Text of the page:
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In observance of Labor Day: a progress report on jobs

The picture is slowly improving. But how well you're doing depends on your profession, where you live, and how old you are.

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Unemployed Sergio Fuentes, right, gets some help from a state worker for a job at the State of California Employment Development Department in San Jose, Calif., on Tuesday.

Paul Sakuma/AP

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Labor Day 2009 is a great time to celebrate summer weather, family, and friends. As for the condition of the US labor market itself, perhaps the best that can be said is: It's no longer in a free fall. Some welcome progress is visible, but it remains a rough time for many workers in America.

Before you head out for beach trips and barbecues, here's a quick checkup on what's changing – from Las Vegas to Juneau, from wages to jobs:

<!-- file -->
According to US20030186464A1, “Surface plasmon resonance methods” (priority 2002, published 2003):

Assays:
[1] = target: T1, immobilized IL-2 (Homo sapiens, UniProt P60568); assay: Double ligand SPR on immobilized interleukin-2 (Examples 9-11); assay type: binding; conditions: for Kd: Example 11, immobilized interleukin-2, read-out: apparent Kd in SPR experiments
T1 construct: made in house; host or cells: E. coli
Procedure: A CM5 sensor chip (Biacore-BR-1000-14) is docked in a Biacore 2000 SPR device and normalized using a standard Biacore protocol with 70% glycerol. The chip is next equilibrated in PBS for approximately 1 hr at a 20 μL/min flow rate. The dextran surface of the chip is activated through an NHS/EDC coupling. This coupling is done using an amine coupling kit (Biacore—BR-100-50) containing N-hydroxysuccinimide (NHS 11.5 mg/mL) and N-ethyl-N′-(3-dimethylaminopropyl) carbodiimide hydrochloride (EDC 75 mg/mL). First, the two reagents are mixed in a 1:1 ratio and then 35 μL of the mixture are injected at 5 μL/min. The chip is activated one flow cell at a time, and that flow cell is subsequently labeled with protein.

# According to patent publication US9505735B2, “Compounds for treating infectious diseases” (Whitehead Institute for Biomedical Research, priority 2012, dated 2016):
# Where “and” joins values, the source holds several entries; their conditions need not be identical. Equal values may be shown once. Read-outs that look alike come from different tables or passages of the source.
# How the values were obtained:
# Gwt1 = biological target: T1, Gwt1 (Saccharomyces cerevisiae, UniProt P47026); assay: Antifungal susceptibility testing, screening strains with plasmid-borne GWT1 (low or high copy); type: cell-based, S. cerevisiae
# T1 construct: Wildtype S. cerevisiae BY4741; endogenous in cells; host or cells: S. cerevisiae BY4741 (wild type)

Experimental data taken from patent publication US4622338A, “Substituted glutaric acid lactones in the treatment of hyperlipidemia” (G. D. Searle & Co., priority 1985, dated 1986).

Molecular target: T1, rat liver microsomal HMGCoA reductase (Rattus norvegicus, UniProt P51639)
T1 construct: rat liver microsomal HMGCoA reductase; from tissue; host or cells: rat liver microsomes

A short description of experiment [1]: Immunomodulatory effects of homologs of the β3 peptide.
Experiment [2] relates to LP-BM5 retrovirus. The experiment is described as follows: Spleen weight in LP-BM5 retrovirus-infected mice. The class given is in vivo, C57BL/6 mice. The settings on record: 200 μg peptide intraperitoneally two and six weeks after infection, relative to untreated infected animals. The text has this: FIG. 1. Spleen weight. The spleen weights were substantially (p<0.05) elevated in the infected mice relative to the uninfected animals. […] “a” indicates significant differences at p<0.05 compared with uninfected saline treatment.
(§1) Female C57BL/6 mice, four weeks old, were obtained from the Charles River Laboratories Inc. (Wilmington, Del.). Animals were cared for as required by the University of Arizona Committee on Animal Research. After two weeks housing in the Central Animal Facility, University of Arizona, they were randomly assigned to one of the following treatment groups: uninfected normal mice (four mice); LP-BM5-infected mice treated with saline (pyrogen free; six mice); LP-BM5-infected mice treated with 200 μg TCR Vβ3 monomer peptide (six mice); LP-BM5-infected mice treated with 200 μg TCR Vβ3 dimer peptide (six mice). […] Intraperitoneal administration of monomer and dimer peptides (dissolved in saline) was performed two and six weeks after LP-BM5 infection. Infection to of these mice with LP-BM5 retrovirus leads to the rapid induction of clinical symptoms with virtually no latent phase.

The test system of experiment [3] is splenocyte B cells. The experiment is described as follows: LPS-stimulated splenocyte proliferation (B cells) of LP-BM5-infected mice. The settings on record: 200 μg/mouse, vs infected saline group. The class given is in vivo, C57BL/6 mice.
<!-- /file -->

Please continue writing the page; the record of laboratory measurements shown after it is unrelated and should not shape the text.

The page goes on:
Overall jobs trend

The number of jobs is still declining, but at a slower pace according to Labor Department numbers released Friday. The unemployment rate jumped to 9.7 percent, and many economists expect it will continue to climb for several months even as the economy starts to recover.

For those unemployed, Bernard Baumohl of the Economic Outlook Group identifies a glimmer of hope: The median number of weeks that unemployed Americans have been out of work fell to 15.4 in August from 15.7 in July. It was the second monthly drop in that indicator.

Jobs by geography

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